Whether you know him or not, Will Wright probably designed a game you played – and loved!
A founding developer at Maxis (now owned by EA), a company he has subsequently left, Wright is the designer behind Instant classics such as Sim City, Spore and The Sims. He has since been working on projects through his small startup Stupid Fan Club.
He recently gave a lecture at the University of California in Santa Cruz entitled ‘Gaming as a lens on the world’. In it, he stated that the technological barriers are falling, leaving the more interesting problems to solve – the psychological ones.
“No game designer ever went wrong by overestimating the narcissism of their players,”
Wright is referring to the importance players place on being able to share or brag about their progress and achievements in a game. Players need to feel that they have overcome great hurdles; in essence, game designers are selling sets of interesting problems. I wonder what problems he will design through his new company, Syntertainment.
“I think we have an extremely powerful medium here at our disposal, and I think we’ve only realized a small fraction of its potential,”
“Relative to what we have as a medium, with what we could be doing with it, we’re falling way short.”
However, Wright also sees bright things in the future of gaming. He seems particularly interested in smaller, independent studios – he describes it as a “much, much more healthy” situation than it was a decade ago with just a few large publishers. New apps come out every day – while Wright is familiar with the next-gen consoles coming out this year, he believes the mobile market is the next frontier. With that attitude, it’s no wonder that the jobs posted for Syntertainment include mobile apps developer.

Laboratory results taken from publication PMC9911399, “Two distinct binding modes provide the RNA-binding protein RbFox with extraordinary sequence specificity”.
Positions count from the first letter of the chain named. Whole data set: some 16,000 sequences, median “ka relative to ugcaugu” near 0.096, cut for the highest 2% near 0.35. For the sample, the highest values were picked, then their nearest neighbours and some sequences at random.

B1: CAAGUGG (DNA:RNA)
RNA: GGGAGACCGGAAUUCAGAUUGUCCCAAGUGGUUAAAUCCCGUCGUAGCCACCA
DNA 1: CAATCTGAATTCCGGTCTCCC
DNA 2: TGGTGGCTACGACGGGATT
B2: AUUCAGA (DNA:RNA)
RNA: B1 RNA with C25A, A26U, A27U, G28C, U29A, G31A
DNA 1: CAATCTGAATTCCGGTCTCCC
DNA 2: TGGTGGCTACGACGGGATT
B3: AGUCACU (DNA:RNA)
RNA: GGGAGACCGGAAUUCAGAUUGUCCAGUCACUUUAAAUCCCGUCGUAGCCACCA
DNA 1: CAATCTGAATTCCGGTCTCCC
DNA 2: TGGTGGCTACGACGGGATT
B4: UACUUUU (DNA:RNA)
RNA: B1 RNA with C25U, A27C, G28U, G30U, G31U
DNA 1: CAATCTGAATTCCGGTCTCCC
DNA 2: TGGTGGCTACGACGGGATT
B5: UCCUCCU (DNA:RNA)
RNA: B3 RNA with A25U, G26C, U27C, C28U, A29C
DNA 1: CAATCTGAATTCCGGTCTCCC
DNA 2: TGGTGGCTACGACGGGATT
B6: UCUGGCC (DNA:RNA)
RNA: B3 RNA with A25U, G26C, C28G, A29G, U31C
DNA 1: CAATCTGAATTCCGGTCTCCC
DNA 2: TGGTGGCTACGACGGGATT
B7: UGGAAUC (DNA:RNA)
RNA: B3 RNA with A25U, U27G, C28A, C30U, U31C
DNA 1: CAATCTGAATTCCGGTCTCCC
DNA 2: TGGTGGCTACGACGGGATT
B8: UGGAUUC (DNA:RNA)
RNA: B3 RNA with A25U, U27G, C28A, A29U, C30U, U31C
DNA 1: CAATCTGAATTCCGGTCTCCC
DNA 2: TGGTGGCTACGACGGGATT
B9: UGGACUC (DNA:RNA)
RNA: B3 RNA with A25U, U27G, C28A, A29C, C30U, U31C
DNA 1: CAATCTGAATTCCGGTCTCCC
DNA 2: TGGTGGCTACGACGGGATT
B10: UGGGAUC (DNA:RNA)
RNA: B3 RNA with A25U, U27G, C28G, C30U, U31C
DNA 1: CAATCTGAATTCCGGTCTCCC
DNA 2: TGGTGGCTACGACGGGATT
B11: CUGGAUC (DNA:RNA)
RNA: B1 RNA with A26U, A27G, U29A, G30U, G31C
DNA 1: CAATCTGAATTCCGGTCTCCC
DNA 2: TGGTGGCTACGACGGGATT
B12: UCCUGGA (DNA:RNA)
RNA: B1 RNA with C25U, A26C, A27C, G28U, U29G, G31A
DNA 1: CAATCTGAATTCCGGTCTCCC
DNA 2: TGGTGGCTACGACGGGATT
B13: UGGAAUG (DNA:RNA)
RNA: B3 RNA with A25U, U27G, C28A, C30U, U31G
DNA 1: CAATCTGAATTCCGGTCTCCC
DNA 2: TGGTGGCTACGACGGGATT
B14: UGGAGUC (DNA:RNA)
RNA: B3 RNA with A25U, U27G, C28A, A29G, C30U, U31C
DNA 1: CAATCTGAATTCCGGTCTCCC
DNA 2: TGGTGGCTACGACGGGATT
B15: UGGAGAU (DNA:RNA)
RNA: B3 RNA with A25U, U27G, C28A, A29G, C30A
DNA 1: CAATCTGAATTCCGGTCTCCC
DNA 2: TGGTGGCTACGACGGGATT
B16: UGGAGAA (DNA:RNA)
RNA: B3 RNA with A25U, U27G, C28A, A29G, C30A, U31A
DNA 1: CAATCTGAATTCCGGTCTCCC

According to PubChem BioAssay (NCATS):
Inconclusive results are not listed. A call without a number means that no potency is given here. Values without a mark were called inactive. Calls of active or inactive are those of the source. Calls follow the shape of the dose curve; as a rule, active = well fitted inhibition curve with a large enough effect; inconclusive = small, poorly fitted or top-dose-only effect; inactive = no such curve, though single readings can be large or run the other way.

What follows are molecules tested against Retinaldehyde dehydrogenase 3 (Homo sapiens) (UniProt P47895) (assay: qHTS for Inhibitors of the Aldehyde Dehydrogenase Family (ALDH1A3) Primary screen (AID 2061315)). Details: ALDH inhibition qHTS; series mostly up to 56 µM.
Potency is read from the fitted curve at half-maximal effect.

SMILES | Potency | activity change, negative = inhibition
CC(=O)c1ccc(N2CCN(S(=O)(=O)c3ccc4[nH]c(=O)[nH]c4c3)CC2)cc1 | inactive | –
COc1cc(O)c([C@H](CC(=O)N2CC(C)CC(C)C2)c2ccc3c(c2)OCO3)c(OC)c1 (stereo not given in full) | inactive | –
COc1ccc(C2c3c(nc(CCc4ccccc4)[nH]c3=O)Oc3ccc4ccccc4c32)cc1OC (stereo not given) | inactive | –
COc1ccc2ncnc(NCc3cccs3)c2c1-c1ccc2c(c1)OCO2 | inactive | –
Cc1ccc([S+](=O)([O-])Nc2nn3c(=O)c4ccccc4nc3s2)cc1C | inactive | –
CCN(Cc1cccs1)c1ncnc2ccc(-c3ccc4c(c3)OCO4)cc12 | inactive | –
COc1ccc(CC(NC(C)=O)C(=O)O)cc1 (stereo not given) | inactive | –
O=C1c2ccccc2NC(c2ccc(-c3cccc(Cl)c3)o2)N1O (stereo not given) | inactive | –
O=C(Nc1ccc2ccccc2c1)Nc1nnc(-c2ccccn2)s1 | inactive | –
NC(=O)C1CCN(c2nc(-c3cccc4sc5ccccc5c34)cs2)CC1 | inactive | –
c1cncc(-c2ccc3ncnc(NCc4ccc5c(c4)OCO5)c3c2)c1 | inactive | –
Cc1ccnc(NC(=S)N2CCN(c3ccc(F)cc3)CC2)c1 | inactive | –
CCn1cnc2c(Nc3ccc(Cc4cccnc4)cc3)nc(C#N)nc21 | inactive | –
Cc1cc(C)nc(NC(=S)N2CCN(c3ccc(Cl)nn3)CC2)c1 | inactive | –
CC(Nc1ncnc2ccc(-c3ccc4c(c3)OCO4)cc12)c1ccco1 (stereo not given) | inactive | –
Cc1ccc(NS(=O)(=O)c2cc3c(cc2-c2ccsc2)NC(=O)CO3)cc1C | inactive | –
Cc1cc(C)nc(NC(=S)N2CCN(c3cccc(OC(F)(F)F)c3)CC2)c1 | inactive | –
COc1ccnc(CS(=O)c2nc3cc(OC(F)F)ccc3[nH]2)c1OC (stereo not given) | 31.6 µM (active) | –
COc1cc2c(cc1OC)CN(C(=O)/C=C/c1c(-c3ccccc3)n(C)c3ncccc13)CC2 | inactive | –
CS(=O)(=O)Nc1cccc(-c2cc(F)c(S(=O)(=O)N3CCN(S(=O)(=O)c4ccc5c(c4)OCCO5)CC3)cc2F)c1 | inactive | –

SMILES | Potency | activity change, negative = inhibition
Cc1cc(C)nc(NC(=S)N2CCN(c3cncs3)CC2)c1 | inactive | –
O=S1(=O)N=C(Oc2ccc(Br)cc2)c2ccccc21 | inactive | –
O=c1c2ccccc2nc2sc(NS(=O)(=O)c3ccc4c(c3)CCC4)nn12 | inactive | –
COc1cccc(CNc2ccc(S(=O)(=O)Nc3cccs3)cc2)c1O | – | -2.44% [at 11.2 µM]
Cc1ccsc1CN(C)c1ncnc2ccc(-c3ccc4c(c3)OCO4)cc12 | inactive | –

When asked about EA, and specifically Sim City, Wright said that he felt bad for the team and understood the outrage of players. He said it’s hard to look at the struggles at EA (layoffs, restructuring, etc) in a unified way; the different studios under EA are “more like a loose federation” making it difficult to discuss EA as a single entity.
Finally, Wright predicts that the game industry will continue with “non-linear” growth – some areas of the game industry are growing while others are shrinking. Games, Wright believes, are increasing in importance to the younger generation.
“It’s just as important to them as movies, and probably more so than books.”
I’m very curious to see what Will Wright does. He has designed such innovative games in the past – he actually created the genre of games where “winning” was not the point. How does he envision the future of mobile gaming? I suppose only time will tell, but I’m pretty sure he will surprise us all – even if we don’t like what he makes next, it will be different from what we are seeing at the moment.